Pensacola soldier killed in the Korean War returning home for burial after 72 years

The remains of a Pensacola soldier killed during the Korean War will be interred April 4 in Barrancas National Cemetery, according to the U.S. Army.

Army Pfc. Ithiel E. Whatley was reported missing in action July 12, 1950, at age 19, after his unit was engaged in a fighting withdrawal south of Chochi’won, South Korea, toward the Kum River. There were no recorded or eyewitness accounts of him being held a prisoner of war, and no recovered remains were ever identified as him.

The Army issued a presumptive finding of death Jan. 4, 1954, and declared Whatley non-recoverable in January 1956.

However, a Department of Defense effort to account for Americans who went missing while serving our country led to Whatley's remains being identified in 2022 and his return to Pensacola some 72 years after he was reported MIA.

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Army Pfc. Ithiel E. Whatley
Army Pfc. Ithiel E. Whatley

The Defense POW/MIA Accounting Agency is an organization whose mission is to provide the fullest possible accounting for our missing personnel from past conflicts to their families and the nation. Within this mission, the DPAA searches for missing personnel from World War II, the Korean War, the Vietnam War, the Cold War, the Gulf Wars and other recent conflicts. At present, more than 81,500 Americans remain missing.

The organization's research and operational missions include coordination with hundreds of countries and municipalities around the world.

In Whatley's case, a set of remains, designated X-143 Taejon, was recovered from the Kum River on Oct. 6, 1950, and transported to the United Nations Military Cemetery Taejon, where they were buried with 164 sets of remains previously recovered from the area where Whatley is believed to have gone missing.

X-143 was sent with other unidentified remains to the Central Identification Unit – Kokura in Japan in 1951 but was unable to be identified. The remains were then transported to Hawaii in 1956 where they were buried at the National Memorial Cemetery of the Pacific, also known as Punchbowl Cemetery, with the other unknowns from the Korean War.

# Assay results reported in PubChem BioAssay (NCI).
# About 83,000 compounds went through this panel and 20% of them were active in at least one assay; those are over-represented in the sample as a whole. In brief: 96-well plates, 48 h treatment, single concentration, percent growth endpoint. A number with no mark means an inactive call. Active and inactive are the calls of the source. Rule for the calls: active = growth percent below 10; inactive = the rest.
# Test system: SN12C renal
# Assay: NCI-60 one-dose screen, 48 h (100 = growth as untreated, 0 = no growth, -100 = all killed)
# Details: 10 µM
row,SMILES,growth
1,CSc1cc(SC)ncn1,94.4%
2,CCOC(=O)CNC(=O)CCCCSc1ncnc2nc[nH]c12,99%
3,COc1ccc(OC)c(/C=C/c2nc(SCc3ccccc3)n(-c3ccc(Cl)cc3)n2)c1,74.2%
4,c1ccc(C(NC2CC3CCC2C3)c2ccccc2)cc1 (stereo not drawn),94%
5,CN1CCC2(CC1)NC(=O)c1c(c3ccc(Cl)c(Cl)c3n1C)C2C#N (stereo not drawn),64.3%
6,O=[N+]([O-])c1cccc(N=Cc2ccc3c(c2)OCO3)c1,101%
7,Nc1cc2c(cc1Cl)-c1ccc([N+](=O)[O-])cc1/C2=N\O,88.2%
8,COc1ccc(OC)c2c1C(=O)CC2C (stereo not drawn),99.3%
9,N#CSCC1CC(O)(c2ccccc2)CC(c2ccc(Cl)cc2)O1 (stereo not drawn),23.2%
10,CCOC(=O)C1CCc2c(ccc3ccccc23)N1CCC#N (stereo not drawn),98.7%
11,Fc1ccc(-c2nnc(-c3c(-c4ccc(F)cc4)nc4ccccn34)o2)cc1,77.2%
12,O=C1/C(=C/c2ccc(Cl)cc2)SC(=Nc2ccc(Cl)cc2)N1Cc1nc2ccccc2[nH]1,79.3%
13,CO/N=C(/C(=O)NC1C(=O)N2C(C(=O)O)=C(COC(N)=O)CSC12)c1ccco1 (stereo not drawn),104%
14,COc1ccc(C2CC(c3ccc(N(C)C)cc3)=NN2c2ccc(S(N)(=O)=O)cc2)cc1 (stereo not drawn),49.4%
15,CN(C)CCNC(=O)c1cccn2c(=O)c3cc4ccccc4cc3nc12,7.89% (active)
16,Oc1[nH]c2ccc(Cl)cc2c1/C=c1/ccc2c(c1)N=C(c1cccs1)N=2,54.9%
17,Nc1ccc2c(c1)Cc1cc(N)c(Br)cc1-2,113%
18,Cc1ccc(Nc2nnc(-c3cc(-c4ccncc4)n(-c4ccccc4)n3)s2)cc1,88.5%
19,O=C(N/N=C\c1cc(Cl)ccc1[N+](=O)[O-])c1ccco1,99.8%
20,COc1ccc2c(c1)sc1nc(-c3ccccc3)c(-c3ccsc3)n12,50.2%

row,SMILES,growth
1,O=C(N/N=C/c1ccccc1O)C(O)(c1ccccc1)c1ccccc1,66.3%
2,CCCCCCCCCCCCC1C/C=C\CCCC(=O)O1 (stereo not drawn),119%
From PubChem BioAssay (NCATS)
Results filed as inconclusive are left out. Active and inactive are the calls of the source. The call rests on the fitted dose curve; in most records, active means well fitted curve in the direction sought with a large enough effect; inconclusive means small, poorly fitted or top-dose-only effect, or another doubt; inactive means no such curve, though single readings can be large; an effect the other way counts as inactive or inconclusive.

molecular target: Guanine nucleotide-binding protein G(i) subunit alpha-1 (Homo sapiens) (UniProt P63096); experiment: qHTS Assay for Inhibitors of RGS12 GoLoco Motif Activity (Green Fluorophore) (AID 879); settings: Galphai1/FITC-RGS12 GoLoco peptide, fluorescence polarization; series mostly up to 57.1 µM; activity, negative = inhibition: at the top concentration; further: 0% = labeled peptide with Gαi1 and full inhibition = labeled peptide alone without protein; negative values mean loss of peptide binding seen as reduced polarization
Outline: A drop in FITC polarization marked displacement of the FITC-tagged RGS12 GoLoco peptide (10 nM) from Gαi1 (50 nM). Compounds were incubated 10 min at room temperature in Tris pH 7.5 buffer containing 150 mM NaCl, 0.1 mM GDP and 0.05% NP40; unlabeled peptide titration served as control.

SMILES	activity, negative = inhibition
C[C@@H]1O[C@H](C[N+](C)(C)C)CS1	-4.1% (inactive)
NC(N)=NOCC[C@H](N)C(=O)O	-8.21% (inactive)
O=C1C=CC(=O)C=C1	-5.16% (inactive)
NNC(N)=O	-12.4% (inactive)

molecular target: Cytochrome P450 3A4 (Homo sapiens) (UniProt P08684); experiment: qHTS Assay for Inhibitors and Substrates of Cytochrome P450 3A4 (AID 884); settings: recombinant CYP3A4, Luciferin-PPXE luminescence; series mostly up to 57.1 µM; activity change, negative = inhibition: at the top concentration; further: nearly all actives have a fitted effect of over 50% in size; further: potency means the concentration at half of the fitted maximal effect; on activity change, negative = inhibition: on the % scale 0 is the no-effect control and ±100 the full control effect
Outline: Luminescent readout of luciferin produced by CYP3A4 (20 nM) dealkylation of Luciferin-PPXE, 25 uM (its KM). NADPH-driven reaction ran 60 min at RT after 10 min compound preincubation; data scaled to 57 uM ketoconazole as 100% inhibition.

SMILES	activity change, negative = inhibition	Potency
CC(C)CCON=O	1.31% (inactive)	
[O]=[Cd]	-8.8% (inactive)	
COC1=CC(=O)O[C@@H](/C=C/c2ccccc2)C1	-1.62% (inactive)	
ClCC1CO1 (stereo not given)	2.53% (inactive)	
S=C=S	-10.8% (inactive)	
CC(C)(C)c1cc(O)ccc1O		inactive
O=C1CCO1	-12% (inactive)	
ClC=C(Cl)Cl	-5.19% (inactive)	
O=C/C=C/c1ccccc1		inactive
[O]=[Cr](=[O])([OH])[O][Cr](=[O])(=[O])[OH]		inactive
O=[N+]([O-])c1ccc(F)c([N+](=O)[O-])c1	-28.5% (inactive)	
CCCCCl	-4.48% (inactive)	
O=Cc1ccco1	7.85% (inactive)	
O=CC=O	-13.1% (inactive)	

In July 2018, the DPAA proposed a plan to disinter 652 Korean War unknowns from the National Memorial Cemetery of the Pacific.

In July 2019, X-143 Taejon was disinterred from the Punchbowl and transferred to the DPAA Laboratory at Joint Base Pearl Harbor-Hickam, Hawaii, for analysis. Whatley was accounted for by the DPAA Sept. 7, 2022, after his remains were identified using circumstantial evidence as well as dental, anthropological and mitochondrial DNA analysis.

His name is recorded on the Courts of the Missing at Punchbowl in Honolulu, along with the others who are still missing from the Korean War. A rosette will be placed next to his name to indicate he has been accounted for.

Who was Ithiel Whatley?

Army Pfc. Ithiel E. Whatley
Army Pfc. Ithiel E. Whatley

Whatley entered the U.S. Army from Florida and served in M Company, 3rd Battalion, 21st Infantry Regiment, 24th Infantry Division. This unit was part of Task Force Smith, the first U.S. ground element to engage North Korean People's Army (NKPA) troops during the conflict.

On July 11, 1950, the 21st Infantry Regiment held defensive positions near the town of Chochi'won, South Korea. An attack by NKPA forces forced the under-strength regiment to withdraw to avoid being surrounded. PCF Whatley was reported missing in action on July 12th, but the exact circumstances of his loss are unknown.

Whatley was among the service members recognized at Eglin Air Force Base’s National POW/MIA Recognition Day ceremony at the Air Force Armament Museum in 2012.

At the time, Whatley's then 78-year-old brother, Nat Mack of Navarre, said he still missed his brother after 62 years.

“We were told he went missing July 12, 1950. It was distressing, to say the least. But after a few years, instead of focusing on missing him and mourning, I started focusing on the good times,” Mack said at the time.

“A lot of people don’t realize how many people are still missing,” Mack added. “Those of us who’ve been through it, we share this feeling of sadness that’s hard to explain, and we all want to make sure they’re never forgotten.”

Graveside services for Army Pfc. Ithiel E. Whatley will be performed by Faith Chapel Funeral Home preceding the interment.

To learn more about the Department of Defense’s mission to account for Americans who went missing while serving our country, visit the DPAA website at,, or call (703) 699-1420/1169.

This article originally appeared on Pensacola News Journal: Pensacola MIA Korean War veteran Ithiel Whatley headed to Barrancas